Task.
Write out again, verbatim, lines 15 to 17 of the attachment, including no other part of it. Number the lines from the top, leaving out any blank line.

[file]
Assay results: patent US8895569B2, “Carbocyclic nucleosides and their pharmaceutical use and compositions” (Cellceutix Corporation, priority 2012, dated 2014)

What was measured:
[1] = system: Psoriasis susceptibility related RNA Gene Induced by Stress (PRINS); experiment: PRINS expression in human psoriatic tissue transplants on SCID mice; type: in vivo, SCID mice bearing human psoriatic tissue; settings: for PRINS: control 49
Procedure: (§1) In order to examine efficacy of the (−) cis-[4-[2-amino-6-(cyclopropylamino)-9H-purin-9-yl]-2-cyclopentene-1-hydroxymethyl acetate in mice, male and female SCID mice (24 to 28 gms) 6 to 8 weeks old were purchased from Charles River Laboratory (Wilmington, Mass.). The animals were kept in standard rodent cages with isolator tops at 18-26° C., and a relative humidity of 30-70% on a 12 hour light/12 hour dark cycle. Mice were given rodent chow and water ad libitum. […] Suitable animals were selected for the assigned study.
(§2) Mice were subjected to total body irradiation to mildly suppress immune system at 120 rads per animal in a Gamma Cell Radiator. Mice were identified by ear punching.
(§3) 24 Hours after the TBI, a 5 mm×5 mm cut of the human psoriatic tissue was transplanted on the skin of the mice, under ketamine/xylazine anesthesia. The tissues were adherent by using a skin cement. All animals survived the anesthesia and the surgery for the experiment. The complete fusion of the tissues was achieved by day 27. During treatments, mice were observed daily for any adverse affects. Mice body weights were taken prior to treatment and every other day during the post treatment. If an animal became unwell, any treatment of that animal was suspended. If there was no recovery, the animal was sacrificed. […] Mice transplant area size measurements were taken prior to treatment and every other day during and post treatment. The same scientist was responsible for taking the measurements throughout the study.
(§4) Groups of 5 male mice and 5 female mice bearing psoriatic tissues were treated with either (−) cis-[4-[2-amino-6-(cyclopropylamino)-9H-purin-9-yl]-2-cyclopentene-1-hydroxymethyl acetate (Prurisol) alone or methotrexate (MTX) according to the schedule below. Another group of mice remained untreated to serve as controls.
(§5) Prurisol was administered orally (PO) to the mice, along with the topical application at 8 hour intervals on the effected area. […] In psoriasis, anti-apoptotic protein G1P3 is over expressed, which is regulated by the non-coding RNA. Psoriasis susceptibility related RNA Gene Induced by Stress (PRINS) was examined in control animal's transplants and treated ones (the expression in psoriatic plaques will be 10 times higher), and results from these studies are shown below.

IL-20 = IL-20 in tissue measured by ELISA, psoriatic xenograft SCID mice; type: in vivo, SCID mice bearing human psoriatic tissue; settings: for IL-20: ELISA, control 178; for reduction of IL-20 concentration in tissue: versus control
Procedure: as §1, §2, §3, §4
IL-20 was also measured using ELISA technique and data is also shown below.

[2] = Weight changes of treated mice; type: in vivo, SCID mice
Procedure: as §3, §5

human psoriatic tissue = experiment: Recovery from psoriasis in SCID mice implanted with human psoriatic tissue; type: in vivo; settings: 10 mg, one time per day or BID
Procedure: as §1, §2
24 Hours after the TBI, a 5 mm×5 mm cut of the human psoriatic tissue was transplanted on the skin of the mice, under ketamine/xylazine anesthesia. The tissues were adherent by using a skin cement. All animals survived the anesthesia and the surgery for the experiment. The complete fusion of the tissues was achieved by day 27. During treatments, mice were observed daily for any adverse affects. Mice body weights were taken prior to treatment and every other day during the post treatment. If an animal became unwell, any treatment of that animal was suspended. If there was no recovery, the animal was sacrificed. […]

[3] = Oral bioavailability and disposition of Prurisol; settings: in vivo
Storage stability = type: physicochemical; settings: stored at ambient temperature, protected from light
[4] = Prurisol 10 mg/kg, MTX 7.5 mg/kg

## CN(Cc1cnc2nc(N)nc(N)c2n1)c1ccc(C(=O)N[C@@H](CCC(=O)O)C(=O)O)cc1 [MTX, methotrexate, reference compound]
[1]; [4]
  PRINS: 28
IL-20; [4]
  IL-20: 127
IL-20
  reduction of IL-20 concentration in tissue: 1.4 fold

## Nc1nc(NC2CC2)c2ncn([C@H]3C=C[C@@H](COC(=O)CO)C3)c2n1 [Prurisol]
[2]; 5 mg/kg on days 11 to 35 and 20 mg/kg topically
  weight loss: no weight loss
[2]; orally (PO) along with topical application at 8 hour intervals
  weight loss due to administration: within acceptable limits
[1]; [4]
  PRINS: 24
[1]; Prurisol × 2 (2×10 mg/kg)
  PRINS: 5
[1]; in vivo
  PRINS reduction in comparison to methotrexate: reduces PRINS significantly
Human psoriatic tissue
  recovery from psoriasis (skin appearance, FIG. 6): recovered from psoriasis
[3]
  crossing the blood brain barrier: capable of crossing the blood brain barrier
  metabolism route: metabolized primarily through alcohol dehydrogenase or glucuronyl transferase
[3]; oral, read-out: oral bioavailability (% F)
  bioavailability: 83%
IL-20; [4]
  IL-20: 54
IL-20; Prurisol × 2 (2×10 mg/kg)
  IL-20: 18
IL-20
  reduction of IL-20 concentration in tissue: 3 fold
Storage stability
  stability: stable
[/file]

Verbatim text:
Procedure: as §1, §2
24 Hours after the TBI, a 5 mm×5 mm cut of the human psoriatic tissue was transplanted on the skin of the mice, under ketamine/xylazine anesthesia. The tissues were adherent by using a skin cement. All animals survived the anesthesia and the surgery for the experiment. The complete fusion of the tissues was achieved by day 27. During treatments, mice were observed daily for any adverse affects. Mice body weights were taken prior to treatment and every other day during the post treatment. If an animal became unwell, any treatment of that animal was suspended. If there was no recovery, the animal was sacrificed. […]

[3] = Oral bioavailability and disposition of Prurisol; settings: in vivo